Finding Hope and Meaning With Schizoaffective Disorder

Trigger warning: this piece discusses themes of depression and psychosis.

I have been diagnosed with schizoaffective disorder, and for a long time, the symptoms of this condition caused me to lose a lot of hope. Schizoaffective disorder is a combination of schizophrenia symptoms and a mood disorder, either bipolar or depression. Basically, it’s kind of a mix of two different mental health conditions, which makes living with it very challenging.

For quite a while I was depressed and hopeless. But I’ve learnt it doesn’t have to be this way. We don’t have to live our lives defined by the painful things that have happened to us, or by the words and definitions of others.

So much of my life was controlled by this illness for so long. When I was sixteen, while my friends were writing in their diaries about boys and exams, I was keeping a diary of what my auditory hallucinations said to me, as asked by my psychologist at the time. I dropped out of high school because I was too sick to go. I didn’t get to graduate in year thirteen or have a proper twenty-first because I was too busy seeing the crisis team. But I’m learning to accept that just because my life has been different to others, doesn’t mean it’s any less valid.

I have had hallucinations of demons and angels and spirits. I have heard wonderful, encouraging voices, and frightening ones that are critical of me and make it difficult to leave the house. My mood has skyrocketed from being severely depressed for months to feeling so creative and energised that I wrote 40,000 words of a novel in a week. Basically, it’s a lot, and it’s been hard to find stability and balance. However, I have had long periods of wellness where I have found it, and those are the moments I hold onto and remember are worth living and hoping for.

Once, a psychiatrist told me I would never drive. She insisted I shouldn’t be learning. But I went and got my licence anyway. Another doctor insinuated tertiary education might be too much for me, and yet I graduated all my degrees with an A+ GPA and my master’s with distinction. I worked full-time for many years and lived independently, and I proved people wrong time and time again whenever they told me I shouldn’t be doing it. Sometimes, those of us with psychosis spend a lot of time trying to undo the damage of harmful stereotypes that have been perpetuated in mainstream media.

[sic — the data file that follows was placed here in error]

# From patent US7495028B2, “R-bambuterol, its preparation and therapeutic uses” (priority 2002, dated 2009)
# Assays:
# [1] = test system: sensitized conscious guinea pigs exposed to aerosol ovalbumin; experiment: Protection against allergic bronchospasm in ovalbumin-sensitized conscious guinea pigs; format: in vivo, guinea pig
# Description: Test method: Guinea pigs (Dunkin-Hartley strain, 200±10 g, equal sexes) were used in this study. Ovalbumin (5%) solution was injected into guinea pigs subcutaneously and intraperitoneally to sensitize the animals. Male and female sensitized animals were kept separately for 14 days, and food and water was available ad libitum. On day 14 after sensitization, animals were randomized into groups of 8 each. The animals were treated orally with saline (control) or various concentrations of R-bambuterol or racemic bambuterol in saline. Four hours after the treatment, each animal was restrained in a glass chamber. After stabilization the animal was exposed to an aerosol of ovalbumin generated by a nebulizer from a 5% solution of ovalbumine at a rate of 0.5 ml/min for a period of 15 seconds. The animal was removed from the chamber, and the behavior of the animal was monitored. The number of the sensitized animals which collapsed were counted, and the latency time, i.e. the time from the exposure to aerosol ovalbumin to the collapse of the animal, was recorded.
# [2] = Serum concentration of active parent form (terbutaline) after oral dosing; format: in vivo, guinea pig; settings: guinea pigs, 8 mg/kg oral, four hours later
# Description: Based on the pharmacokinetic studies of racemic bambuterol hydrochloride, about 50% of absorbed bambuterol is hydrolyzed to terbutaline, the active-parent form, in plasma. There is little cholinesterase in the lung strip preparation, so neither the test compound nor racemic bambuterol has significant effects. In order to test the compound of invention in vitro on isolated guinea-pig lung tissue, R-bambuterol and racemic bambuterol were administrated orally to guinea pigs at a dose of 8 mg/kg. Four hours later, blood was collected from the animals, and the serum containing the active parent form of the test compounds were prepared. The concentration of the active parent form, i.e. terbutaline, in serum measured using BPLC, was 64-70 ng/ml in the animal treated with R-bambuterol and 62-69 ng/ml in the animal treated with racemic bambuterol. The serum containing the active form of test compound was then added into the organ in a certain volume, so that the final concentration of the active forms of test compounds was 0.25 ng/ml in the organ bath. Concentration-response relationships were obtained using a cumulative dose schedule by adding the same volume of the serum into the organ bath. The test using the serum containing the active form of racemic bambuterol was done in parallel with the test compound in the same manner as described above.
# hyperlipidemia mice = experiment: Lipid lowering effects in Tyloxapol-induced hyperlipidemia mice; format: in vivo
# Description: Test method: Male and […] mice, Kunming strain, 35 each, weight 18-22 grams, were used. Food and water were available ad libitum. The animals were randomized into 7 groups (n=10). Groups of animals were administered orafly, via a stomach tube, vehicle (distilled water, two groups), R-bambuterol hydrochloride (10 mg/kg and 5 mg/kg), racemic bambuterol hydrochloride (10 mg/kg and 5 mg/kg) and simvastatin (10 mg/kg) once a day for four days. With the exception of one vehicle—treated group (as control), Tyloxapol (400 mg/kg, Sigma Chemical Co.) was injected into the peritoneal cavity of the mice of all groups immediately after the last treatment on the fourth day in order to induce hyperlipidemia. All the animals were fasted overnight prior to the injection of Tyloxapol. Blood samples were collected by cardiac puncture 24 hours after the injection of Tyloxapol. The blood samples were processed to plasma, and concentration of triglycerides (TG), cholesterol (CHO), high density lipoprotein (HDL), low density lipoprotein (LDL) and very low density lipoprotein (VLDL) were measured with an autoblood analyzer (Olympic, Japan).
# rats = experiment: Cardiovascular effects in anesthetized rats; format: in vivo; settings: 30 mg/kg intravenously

I will always struggle, I believe, with my mental illness. But I know I can still live a good life despite it. I’m still working out how I want that life to look, but I’m also looking forward to all the music, movies, friendships, love, art, poetry, travel, work and beauty to come. The good, I’m finally convinced, is probably worth the bad. And I know how much our minds try to convince us it’s not worth the bad when we’re struggling.

World Schizophrenia Day was in May, and on that day, I celebrated that I’m still here. I’m proud of who I am and who I’m becoming, and I don’t plan to let anybody or anything make me feel or think otherwise.

If you live with schizophrenia or schizoaffective disorder, I know how challenging it is. It’s one of the most stigmatised and misunderstood conditions in the world. But there’s a great community of people out there fighting for change. You can still live a rich and meaningful life. You can find things to hold on for. And there is always, if ever, a reason to have hope.


Voices of Hope wants you to know that you do not have to do this alone. Click here to 'find help' - it's not weak to speak!

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